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Pseudogrand tour

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The pseudogrand tour (PGT) is an approximate version of the grand tour (GT), and an example of the dynamic data visualization methods that assist in exploring hyperdimensional data through a continuous sequence of lower dimensional projections. The PGT adds the time dimensionality to the visualization process which in turn increases the human interaction with the data and reveals comprehensive views of the data. The PGT has some clear advantage suitable for the dynamic data visualization—such as the fast and easy computation, can be constructed using many orthogonal bases (interpolation functions), and the flexibility to visualize the projections as a sequence of scatterplot frames changing over time or a static profile plots of interpolated projections. This article focuses on the implementations of the PGT, the use of interpolation functions, the extensions to higher dimensions, and the scalability to large data points. WIREs Comp Stat 2010 2 711–718 DOI: 10.1002/wics.133

Figure 1.

The PGT for Wine data using Φλtλtλt − Ψλtλt + Ψλt, in (a), (b), (c), and (d), respectively. The classes are brushed with different colors and some projections reveal better separation of these classes, whereas some projections reveal outliers and so on. It is also possible to see some projections have higher variances and others have smaller ones.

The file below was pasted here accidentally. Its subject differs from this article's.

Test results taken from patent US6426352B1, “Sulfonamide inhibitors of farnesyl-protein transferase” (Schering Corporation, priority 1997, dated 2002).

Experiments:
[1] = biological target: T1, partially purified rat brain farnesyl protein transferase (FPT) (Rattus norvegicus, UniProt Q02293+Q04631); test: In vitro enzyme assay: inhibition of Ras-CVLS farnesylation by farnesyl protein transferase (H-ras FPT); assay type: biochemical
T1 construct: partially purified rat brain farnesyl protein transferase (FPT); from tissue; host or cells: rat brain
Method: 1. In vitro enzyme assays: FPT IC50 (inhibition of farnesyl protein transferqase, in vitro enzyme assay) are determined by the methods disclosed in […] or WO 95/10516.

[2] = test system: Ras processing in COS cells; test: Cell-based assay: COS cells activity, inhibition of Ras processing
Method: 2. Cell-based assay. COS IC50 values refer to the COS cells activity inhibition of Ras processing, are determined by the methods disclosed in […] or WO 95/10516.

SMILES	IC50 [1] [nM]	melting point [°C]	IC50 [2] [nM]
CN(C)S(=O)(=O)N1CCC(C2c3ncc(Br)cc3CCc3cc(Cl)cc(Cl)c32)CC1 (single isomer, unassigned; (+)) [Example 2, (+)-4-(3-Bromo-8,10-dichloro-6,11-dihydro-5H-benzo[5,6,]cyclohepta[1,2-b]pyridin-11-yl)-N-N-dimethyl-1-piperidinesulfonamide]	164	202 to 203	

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Figure 2.

The three‐dimensional PGT for Wine data using Φλtλtλt − Ψλtλt + Ψλt in (a), (b), (c), and (d), respectively. The classes are brushed with different colors and have some orthogonal spiral bands.

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Figure 3.

The PGT for Wine data at different angles (or time steps), t = −π/3,π/3. The class with green color distant itself form the other two classes in (a) and (c), whereas the class with orange color is distant from the other two in (b) and (d).

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Figure 4.

Imaging the PGT for Wine data using Φλtλtλt − Ψλtλt + Ψλt, in (a), (b), (c), and (d), respectively. Notice the homogenous color intensity on the y‐axes.

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Figure 5.

Discovering class properties and boundaries using enveloping method. We visualize \documentclass{article}\usepackage{amsmath}\usepackage{amssymb}\usepackage{amsbsy}\usepackage{amsfonts}\pagestyle{empty}\begin{document}$\bar{Y}_t\pm c (var{Y}_t)=\bar{X}\Phi_t\pm c (\Phi_t^T\Sigma\Phi_t),$ \end{document} for each class for different value of c. As c decreases, the class separation increases, and for c = 0, we see class centroid's separations.

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Figure 6.

Detecting the hidden pattern in cluttered the PGT using QGPCP. The clutter effect on the PGT visualizing pollen data (data points in five dimensions) is shown in (a), whereas this effect is mitigated using QGPCP strategy in (b). We can clearly observe a fully saturated band of profiles in the plot, which is the hidden pattern in this data.

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